|Council has voted dozens of times since 2008 to advance Hamilton's light rail transit (LRT) project, including voting to submit the plan with a full funding request to the Province in 2013, and voting to accept full funding and implementation from the Province in 2015. Do you support completing the LRT plan? Why or why not?||Yes||Yes, I support completing the plan. Those who have written for Raise the Hammer over the past 5 years have articulated excellent reasons to support LRT in great detail already so, in summary, I offer my high-level reasons for continuing to be #YesLRT.
Light Rail Transit will mean:
● New development and a new property tax base as a result of this development
● Extension of the life of existing infrastructure including sewers and watermains that are in desperate need of repair
● Environmental improvements through the reduction of car and truck traffic
● Funding from the provincial government which will alleviate our infrastructure deficit and allow us to catch up on other projects across the city
● Beginning our plan to implement the BLAST transit network
|Do you support the "Vision Zero" goal of eliminating traffic fatalities and serious injuries in Hamilton? If so, what specific actions would you take to implement this policy? If not, why not?||Yes||Yes, I am a strong supporter of “Vision Zero”. In concert with other cities around the world, I would propose that we reduce speed limits across the city, but especially downtown. I would also propose that we implement a mandatory complete streets program for all new development. Specifically for Ward 2, I would propose plans for the conversion of Main Street to a two-way complete street and to phase out one-way streets downtown. Beyond this, I would focus more on physical street design. Speed humps and stop signs are not enough. We need to focus on designing streets that discourage and prevent unsafe driving so that all road users can get around the city safely. We cannot continue to rely on a system that accepts that an error in the operation of a motor vehicle can so easily mean the death of another road user.|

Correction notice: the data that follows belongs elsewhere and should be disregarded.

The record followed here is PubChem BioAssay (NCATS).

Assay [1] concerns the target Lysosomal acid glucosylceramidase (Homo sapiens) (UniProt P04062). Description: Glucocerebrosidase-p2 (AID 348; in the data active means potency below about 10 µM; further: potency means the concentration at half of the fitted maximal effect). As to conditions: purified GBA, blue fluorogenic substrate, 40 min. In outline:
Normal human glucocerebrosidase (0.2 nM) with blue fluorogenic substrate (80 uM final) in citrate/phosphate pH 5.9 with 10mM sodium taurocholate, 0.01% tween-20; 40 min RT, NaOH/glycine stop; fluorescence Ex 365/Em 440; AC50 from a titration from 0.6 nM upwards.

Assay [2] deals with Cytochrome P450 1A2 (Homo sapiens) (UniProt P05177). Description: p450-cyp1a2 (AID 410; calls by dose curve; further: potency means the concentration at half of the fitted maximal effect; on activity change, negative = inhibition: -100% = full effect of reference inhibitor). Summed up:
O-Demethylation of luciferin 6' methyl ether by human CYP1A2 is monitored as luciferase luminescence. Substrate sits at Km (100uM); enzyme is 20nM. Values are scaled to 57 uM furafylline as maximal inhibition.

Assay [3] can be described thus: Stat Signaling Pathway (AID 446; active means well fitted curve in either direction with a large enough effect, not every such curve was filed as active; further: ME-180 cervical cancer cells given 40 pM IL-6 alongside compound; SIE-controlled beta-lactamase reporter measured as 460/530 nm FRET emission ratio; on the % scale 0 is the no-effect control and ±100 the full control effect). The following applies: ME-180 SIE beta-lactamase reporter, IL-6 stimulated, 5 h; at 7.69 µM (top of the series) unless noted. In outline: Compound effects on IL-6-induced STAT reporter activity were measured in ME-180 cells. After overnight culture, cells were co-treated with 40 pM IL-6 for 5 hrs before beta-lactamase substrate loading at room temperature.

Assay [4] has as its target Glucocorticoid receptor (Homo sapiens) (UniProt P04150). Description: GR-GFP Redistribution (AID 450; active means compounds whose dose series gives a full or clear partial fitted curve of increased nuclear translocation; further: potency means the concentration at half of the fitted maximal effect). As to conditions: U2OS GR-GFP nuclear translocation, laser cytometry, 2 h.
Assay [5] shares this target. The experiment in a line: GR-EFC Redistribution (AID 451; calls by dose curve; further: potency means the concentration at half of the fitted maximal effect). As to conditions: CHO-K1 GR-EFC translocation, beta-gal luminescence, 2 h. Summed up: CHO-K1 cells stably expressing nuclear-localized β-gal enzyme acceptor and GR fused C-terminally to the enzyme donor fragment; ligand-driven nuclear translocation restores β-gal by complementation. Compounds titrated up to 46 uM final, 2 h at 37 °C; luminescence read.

|Hamilton has been experiencing a slow-motion crisis in housing affordability. Do you support an expanded role for the City to provide more affordable housing? If so, what should Hamilton do? If not, why not?||Yes||Yes, I support an expanded role for the City in providing more affordable housing. In part, I think that this must be mandated more clearly through implementation guidelines attached to the “Downtown Secondary Plan”. This means inclusionary zoning for new developments, community benefits agreements (CBAs), and incentives for new laneway building. If we don’t have these guidelines in writing, with clear implementation goals, then we’re not going to hit the necessary targets. While the work we’ve done to provide affordable housing in Hamilton is good, we must do more to close the tremendous gaps that exist. We also need to approach each type of affordable housing in a way that demonstrates not only sound planning principles but an effective and meaningful approach to community consultation. Finally, the City needs to find ways to lobby with the Association of Municipalities of Ontario (AMO), and on their own, to push for partnerships from other levels of government. Affordable housing is not just a Hamilton issue or even just a “municipal issue”, it’s something that impacts every person living in Canada and we need to work together to stop this crisis from worsening and to make some meaningful improvements. This ultimately means more partnerships with organizations already providing affordable housing like Indwell, the YWCA, and the Good Shepherd, and taking examples from cities, like Waterloo , who are leading the way.|